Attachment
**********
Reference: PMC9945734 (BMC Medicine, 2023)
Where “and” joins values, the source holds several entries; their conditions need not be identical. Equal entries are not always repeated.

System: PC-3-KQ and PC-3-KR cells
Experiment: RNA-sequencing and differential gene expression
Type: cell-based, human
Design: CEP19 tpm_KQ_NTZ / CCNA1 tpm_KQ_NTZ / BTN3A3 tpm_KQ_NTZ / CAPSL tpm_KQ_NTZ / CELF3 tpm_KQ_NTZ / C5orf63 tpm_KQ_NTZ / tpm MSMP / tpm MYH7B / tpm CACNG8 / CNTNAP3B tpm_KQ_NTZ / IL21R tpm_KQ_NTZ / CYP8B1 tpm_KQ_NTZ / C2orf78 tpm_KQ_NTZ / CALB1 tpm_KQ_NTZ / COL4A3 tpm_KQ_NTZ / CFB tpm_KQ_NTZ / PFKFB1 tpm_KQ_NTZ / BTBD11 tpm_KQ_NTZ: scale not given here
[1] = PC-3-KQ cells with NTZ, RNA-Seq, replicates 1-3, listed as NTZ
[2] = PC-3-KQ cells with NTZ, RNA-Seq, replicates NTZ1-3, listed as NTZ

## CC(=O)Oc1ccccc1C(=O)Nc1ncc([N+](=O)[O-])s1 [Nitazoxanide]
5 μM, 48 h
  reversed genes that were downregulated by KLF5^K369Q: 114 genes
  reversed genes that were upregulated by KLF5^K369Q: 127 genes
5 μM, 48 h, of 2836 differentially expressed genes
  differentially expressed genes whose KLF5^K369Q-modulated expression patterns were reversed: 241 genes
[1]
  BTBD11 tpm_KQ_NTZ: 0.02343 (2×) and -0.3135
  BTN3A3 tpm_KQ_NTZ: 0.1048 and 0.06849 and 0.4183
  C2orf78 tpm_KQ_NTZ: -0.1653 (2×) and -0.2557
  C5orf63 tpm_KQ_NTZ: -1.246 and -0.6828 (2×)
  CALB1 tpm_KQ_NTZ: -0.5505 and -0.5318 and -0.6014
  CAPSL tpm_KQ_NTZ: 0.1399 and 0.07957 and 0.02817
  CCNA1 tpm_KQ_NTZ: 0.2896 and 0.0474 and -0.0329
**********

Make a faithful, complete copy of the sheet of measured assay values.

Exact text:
Reference: PMC9945734 (BMC Medicine, 2023)
Where “and” joins values, the source holds several entries; their conditions need not be identical. Equal entries are not always repeated.

System: PC-3-KQ and PC-3-KR cells
Experiment: RNA-sequencing and differential gene expression
Type: cell-based, human
Design: CEP19 tpm_KQ_NTZ / CCNA1 tpm_KQ_NTZ / BTN3A3 tpm_KQ_NTZ / CAPSL tpm_KQ_NTZ / CELF3 tpm_KQ_NTZ / C5orf63 tpm_KQ_NTZ / tpm MSMP / tpm MYH7B / tpm CACNG8 / CNTNAP3B tpm_KQ_NTZ / IL21R tpm_KQ_NTZ / CYP8B1 tpm_KQ_NTZ / C2orf78 tpm_KQ_NTZ / CALB1 tpm_KQ_NTZ / COL4A3 tpm_KQ_NTZ / CFB tpm_KQ_NTZ / PFKFB1 tpm_KQ_NTZ / BTBD11 tpm_KQ_NTZ: scale not given here
[1] = PC-3-KQ cells with NTZ, RNA-Seq, replicates 1-3, listed as NTZ
[2] = PC-3-KQ cells with NTZ, RNA-Seq, replicates NTZ1-3, listed as NTZ

## CC(=O)Oc1ccccc1C(=O)Nc1ncc([N+](=O)[O-])s1 [Nitazoxanide]
5 μM, 48 h
  reversed genes that were downregulated by KLF5^K369Q: 114 genes
  reversed genes that were upregulated by KLF5^K369Q: 127 genes
5 μM, 48 h, of 2836 differentially expressed genes
  differentially expressed genes whose KLF5^K369Q-modulated expression patterns were reversed: 241 genes
[1]
  BTBD11 tpm_KQ_NTZ: 0.02343 (2×) and -0.3135
  BTN3A3 tpm_KQ_NTZ: 0.1048 and 0.06849 and 0.4183
  C2orf78 tpm_KQ_NTZ: -0.1653 (2×) and -0.2557
  C5orf63 tpm_KQ_NTZ: -1.246 and -0.6828 (2×)
  CALB1 tpm_KQ_NTZ: -0.5505 and -0.5318 and -0.6014
  CAPSL tpm_KQ_NTZ: 0.1399 and 0.07957 and 0.02817
  CCNA1 tpm_KQ_NTZ: 0.2896 and 0.0474 and -0.0329